One punishingly blustery day, I stepped inside Fremont's Kin Len Thai Night Bites and found myself standing in a colorful den stacked with bright, cushy pillows. A Thai film was being projected onto the wall. As I pored over the menu, I was offered a demitasse of complimentary betel-leaf tea, a thoughtful detail that charmed me instantly.
According to its website, Kin Len's name translates to "eat-play." Owners Jennifer "Jenny" Politanont and Saravut Nawasangarun—who also run the popular Isarn Thai Soul Kitchen restaurants in Kirkland and Lynnwood—were inspired by both the nightclubs and late-night bars of Thailand. Before they moved to the United States, Politanont and Nawasangarun ran two Italian restaurants in Bangkok and worked in the entertainment industry there (Politanont as an actress/singer/model and Nawasangarun as an actor).
Their restaurants have a theatrical flair befitting two former actors, feeling almost like movie sets at times. After you place your order up front at Kin Len, you're escorted to your seat in the main dining area, which is something like an amalgam of a trendy nightclub, an Epcot theme park version of a Thailand street market, and the Rainforest Cafe. Atmospheric beats throb in the background, and a splashy hot-pink neon sign glows in the dark above a bar fashioned to resemble a street food stall. Festive bunting is strung across the ceiling, and gold tigers glitter on the wall.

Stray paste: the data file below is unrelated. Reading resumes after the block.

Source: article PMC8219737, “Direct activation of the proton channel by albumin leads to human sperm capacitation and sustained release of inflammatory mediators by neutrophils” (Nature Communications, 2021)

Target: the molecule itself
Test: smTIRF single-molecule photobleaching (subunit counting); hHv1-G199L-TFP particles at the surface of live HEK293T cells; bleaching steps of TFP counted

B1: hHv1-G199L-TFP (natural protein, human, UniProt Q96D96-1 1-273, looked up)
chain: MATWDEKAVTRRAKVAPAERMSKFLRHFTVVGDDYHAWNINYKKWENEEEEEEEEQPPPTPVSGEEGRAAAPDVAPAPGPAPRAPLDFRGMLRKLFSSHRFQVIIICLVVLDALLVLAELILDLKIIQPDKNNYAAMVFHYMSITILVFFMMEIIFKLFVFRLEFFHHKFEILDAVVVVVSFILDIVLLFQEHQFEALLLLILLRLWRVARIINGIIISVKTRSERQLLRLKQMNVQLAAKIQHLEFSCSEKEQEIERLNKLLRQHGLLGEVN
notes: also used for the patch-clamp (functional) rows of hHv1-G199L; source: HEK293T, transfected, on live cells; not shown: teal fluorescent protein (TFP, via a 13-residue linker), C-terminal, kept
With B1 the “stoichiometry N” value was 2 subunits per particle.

Thailand's bars are known for their craveable drinking food, the kind of crispy, chewy, crunchy, fatty, snacky bites that make booze sing. Almost no sooner than I was seated, my cocktail materialized along with another surprise—a little dish of complimentary peanuts seasoned with tingly lime leaf and Thai spices, which provided a salty, munchy foil to the refreshingly herbal Tom Yum Fizz.
Slightly fibrous, sticky-sweet threads of hand-pulled caramelized beef—chewy and reminiscent of jerky, served with a mound of sticky rice—made for an eminently satisfying drinking snack, while banana-blossom fries (sort of like the Thai answer to the bloomin' onion) found the fleshy, slender, artichoke-like flowers of the plant battered and fried to a crackly crisp, and served with a sweet chili sauce for dipping. Unfortunately, the batter-to-blossom ratio was a little overzealous, resulting in few bites of meaty blossom and a lot of empty bites of the crunchy batter.
Other dishes continued to be a study in textures, like the chewy curls of beef tongue with a house-made Thai sriracha dipping sauce. One of Kin Len's most popular dishes is the two-in-one pork, so named because it presents pork in two different preparations: silky, fall-apart stewed pork hock and crispy fried pork belly, served with briny pickled mustard greens and a hard-boiled egg.
I'd come back just for the obsessively good boat noodles—rice noodles swimming in a dark, aromatic, complex broth, with pork cracklings, morning glory, thin slices of beef, meltingly tender tendon, meatballs, tripe, and tongue. The deeply flavored soup scratched a primordial itch for something savory and would be a welcome rainy-day lunch just on its own.
All in all, Kin Len is a savvy, serviceable, cleverly designed restaurant that manages to be both efficient and fun at the same time. Just like the name suggests, it's playful and full of surprises.